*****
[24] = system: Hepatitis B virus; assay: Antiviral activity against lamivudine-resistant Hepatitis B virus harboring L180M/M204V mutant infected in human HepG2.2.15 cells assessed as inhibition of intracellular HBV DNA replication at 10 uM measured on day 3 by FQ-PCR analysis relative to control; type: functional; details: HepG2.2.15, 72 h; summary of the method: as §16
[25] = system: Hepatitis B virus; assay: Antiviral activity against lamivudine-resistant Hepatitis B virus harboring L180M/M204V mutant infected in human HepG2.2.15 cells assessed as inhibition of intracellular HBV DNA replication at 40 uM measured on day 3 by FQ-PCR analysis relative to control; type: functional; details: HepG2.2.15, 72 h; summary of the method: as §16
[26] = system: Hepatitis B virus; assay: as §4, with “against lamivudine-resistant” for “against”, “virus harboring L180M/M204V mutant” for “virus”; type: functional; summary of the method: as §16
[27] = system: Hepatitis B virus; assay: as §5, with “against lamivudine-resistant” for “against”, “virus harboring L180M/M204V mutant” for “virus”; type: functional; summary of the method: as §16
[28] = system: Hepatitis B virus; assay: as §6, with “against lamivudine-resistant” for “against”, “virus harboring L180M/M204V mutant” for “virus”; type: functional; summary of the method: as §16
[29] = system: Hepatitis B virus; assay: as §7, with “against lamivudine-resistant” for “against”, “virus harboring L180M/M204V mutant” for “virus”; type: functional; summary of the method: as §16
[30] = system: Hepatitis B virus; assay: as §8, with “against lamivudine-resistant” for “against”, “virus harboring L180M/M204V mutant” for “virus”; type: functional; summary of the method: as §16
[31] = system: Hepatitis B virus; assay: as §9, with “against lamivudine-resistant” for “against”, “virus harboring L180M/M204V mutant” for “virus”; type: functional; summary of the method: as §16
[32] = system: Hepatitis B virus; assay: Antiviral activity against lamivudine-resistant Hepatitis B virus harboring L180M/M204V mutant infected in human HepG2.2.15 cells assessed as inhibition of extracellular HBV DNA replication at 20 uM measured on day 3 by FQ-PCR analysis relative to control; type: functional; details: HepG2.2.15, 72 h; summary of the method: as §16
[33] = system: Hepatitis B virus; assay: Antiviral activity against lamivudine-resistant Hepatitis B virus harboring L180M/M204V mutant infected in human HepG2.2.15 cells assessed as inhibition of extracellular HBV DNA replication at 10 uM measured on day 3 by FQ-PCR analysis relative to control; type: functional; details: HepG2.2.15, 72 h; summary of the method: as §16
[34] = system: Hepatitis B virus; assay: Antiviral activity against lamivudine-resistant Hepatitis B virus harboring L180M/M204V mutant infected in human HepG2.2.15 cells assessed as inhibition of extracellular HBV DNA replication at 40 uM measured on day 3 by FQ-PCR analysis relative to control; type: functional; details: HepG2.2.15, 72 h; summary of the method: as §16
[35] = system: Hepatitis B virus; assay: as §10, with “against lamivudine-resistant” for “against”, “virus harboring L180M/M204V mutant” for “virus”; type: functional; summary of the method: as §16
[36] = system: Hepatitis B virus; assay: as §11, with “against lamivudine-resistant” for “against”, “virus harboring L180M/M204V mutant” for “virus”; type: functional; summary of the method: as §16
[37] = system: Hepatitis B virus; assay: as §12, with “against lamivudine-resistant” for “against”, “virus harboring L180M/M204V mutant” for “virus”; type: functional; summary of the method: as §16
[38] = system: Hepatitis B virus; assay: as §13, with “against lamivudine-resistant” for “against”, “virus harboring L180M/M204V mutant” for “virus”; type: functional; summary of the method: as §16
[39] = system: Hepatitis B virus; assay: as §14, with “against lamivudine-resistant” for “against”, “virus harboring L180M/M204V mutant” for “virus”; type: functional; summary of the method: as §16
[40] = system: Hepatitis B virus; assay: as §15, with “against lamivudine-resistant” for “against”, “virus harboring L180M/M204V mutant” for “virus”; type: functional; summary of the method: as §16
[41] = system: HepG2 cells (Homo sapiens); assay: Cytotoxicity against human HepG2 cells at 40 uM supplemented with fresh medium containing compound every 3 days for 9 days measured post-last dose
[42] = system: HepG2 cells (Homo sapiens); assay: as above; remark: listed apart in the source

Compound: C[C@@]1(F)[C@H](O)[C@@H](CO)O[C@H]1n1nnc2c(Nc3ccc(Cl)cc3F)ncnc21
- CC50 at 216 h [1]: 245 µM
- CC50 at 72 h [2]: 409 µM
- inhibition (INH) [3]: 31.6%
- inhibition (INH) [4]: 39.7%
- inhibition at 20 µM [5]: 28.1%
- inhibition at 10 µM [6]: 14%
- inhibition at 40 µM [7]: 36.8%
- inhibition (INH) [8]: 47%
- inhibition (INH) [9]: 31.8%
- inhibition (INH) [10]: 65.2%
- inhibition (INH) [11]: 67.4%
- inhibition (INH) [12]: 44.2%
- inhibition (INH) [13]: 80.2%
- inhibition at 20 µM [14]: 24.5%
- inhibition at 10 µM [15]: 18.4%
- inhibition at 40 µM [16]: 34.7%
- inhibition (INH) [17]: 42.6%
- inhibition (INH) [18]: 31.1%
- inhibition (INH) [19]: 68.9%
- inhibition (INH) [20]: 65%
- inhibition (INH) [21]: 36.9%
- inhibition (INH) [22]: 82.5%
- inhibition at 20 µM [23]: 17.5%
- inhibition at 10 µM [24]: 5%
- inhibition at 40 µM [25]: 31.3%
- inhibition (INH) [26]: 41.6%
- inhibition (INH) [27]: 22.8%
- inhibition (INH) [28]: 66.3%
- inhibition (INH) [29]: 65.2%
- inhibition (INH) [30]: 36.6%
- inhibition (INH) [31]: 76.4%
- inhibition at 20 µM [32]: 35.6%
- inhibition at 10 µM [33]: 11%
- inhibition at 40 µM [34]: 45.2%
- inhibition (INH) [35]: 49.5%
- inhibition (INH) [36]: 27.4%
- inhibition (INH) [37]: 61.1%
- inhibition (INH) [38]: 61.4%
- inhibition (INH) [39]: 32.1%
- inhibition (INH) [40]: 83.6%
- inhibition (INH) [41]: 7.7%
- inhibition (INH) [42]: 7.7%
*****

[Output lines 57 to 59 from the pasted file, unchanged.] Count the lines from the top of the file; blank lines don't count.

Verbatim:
- inhibition (INH) [37]: 61.1%
- inhibition (INH) [38]: 61.4%
- inhibition (INH) [39]: 32.1%